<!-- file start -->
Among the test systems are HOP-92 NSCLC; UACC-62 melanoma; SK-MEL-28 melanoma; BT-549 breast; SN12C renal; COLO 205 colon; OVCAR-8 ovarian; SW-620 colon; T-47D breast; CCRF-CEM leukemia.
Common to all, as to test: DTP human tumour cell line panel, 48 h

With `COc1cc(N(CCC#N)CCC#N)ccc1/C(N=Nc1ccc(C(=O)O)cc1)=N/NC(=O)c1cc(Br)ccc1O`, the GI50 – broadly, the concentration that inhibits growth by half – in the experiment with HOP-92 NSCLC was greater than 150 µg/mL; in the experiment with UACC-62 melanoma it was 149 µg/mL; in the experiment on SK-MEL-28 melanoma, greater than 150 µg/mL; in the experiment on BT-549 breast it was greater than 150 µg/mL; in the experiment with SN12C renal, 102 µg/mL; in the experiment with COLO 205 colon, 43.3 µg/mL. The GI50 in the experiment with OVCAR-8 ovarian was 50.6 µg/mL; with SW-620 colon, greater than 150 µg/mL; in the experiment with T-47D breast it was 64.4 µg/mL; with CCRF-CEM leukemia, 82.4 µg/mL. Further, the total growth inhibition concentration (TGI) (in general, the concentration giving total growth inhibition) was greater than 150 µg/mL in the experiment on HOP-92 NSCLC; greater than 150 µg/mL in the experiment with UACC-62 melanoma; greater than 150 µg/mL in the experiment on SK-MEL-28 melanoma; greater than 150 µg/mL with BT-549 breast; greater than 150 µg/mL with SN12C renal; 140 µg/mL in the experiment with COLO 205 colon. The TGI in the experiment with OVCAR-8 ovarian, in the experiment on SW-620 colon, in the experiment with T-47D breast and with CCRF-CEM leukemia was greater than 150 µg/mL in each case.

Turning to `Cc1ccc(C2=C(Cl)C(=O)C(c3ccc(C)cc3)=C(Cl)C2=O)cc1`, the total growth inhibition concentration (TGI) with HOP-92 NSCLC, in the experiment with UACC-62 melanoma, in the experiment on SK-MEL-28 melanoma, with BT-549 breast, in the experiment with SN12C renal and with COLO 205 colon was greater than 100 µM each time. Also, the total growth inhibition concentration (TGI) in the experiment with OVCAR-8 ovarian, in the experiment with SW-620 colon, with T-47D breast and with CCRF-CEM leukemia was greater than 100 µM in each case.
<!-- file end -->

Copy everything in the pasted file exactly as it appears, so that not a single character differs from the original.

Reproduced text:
Among the test systems are HOP-92 NSCLC; UACC-62 melanoma; SK-MEL-28 melanoma; BT-549 breast; SN12C renal; COLO 205 colon; OVCAR-8 ovarian; SW-620 colon; T-47D breast; CCRF-CEM leukemia.
Common to all, as to test: DTP human tumour cell line panel, 48 h

With `COc1cc(N(CCC#N)CCC#N)ccc1/C(N=Nc1ccc(C(=O)O)cc1)=N/NC(=O)c1cc(Br)ccc1O`, the GI50 – broadly, the concentration that inhibits growth by half – in the experiment with HOP-92 NSCLC was greater than 150 µg/mL; in the experiment with UACC-62 melanoma it was 149 µg/mL; in the experiment on SK-MEL-28 melanoma, greater than 150 µg/mL; in the experiment on BT-549 breast it was greater than 150 µg/mL; in the experiment with SN12C renal, 102 µg/mL; in the experiment with COLO 205 colon, 43.3 µg/mL. The GI50 in the experiment with OVCAR-8 ovarian was 50.6 µg/mL; with SW-620 colon, greater than 150 µg/mL; in the experiment with T-47D breast it was 64.4 µg/mL; with CCRF-CEM leukemia, 82.4 µg/mL. Further, the total growth inhibition concentration (TGI) (in general, the concentration giving total growth inhibition) was greater than 150 µg/mL in the experiment on HOP-92 NSCLC; greater than 150 µg/mL in the experiment with UACC-62 melanoma; greater than 150 µg/mL in the experiment on SK-MEL-28 melanoma; greater than 150 µg/mL with BT-549 breast; greater than 150 µg/mL with SN12C renal; 140 µg/mL in the experiment with COLO 205 colon. The TGI in the experiment with OVCAR-8 ovarian, in the experiment on SW-620 colon, in the experiment with T-47D breast and with CCRF-CEM leukemia was greater than 150 µg/mL in each case.

Turning to `Cc1ccc(C2=C(Cl)C(=O)C(c3ccc(C)cc3)=C(Cl)C2=O)cc1`, the total growth inhibition concentration (TGI) with HOP-92 NSCLC, in the experiment with UACC-62 melanoma, in the experiment on SK-MEL-28 melanoma, with BT-549 breast, in the experiment with SN12C renal and with COLO 205 colon was greater than 100 µM each time. Also, the total growth inhibition concentration (TGI) in the experiment with OVCAR-8 ovarian, in the experiment with SW-620 colon, with T-47D breast and with CCRF-CEM leukemia was greater than 100 µM in each case.